How I listen to music

Ian Leslie writes to me:

I’m wondering, have you ever done a post about how you listen to music? Hours per week, times of day, technologies, degree of multi-tasking, etc…and how you choose what to listen to at any given moment. I’d be interested.

I go to plenty of concerts, but that is for another post.  And I’ve already written about satellite radio.  As for home, I like to listen to music most of the time, noting that if I am writing a) the music doesn’t bother me, and b) I don’t necessarily hear that much of the music.  A few more specific points:

1. I don’t like to listen to “rock music” (broadly construed) in the morning.

2. I won’t listen to Mahler, Bruckner, or Brahms in the morning.  They are evening music.

3. Renaissance music is best either in the morning or the evening.

4. I don’t listen to much jazz at home any more, though I am no less keen to see a good jazz concert live.  Having already spent a lot of time with the great classics, at current margins I am disillusioned with most “jazz as recorded music.”

4b. The same is true of most “world music,” if you will excuse the poorly chosen label.  I do subscribe to Songlines, a world music magazine.  I buy some of the recommendations on CD, but try out many more on YouTube or Spotify.  That is my primary use of those services, at least for music.  That is one case where I am sampling to see if I run across new sounds.

5. I don’t like earbuds and never use them.

6. Bach gets the most listening time.

7. For a classical piece I really like, I might own five or more recorded versions, occasionally running up to a dozen.  Listening to a poor or even so-so recording of a very good piece is to me painful and to be avoided.

8. Contemporary classical music — which many people hate — gets plenty of listening time.  Though not when Natasha is home.  Some of those recordings, such as Helmut Lachenmann string quartets, seem to create problems for Spinoza, noting that he is rarely not at home.  Perhaps they will be shelved for a few years.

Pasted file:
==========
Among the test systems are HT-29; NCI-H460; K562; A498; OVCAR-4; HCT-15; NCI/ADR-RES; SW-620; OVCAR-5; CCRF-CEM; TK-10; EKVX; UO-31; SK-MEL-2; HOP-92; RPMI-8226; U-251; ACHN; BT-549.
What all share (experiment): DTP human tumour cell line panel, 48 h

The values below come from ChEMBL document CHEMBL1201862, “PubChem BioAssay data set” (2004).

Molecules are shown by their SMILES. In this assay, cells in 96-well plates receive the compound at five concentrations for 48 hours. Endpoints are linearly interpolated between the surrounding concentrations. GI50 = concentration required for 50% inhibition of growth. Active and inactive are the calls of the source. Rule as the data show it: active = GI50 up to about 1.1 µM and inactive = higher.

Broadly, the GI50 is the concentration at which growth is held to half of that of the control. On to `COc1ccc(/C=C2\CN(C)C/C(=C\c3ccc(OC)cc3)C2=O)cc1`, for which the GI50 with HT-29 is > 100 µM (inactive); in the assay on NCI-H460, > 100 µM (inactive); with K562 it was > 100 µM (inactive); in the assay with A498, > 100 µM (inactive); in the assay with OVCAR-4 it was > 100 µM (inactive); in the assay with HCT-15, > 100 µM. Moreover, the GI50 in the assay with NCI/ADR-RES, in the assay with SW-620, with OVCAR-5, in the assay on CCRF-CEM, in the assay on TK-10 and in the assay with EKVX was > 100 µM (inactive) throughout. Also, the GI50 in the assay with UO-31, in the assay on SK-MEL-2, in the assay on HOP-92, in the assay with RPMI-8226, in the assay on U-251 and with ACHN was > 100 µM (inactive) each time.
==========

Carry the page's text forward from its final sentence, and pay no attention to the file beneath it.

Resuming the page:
9. I buy new classical music releases recommended by Fanfare, and occasionally from the NYT or Gramophone or elsewhere.  As for “popular music” (a bad term), mostly I wait until December and then buy CDs extensively from various “best of the year” lists.  I do some Spotify sampling then too, again from those lists.

10. The main stock of recorded music is kept in the basement. There is a separate shelf upstairs for what I am listening to actively at the moment.  That shelf might have 200 or so CDs, with some of them scattered on tables, and with some LPs nearby as well.

11. Periodically I go down into the basement and choose which discs will be “re-promoted” to the active shelf upstairs.  And if I am done listening to a disc, it goes down to the basement, with some chance of being re-promoted back to upstairs later.

12. If I don’t like a disc, I throw it out, as space constraints have become too binding.  (It is cruel to give it away, and no one wants it anyway.)  As time passes, I am throwing out more discs.  For instance, I love Cuban music but I don’t lilsten to it on disc any more.

Overall, I view this system as optimized for getting to know a core repertoire.  It is not optimized for browsing or random discovery.  I feel I have a lot of discovery in my musical life, but it comes from reading and information inflow — both extensive — not from listening per se.

And to be clear, I am not suggesting that these methods are optimal for anyone else.


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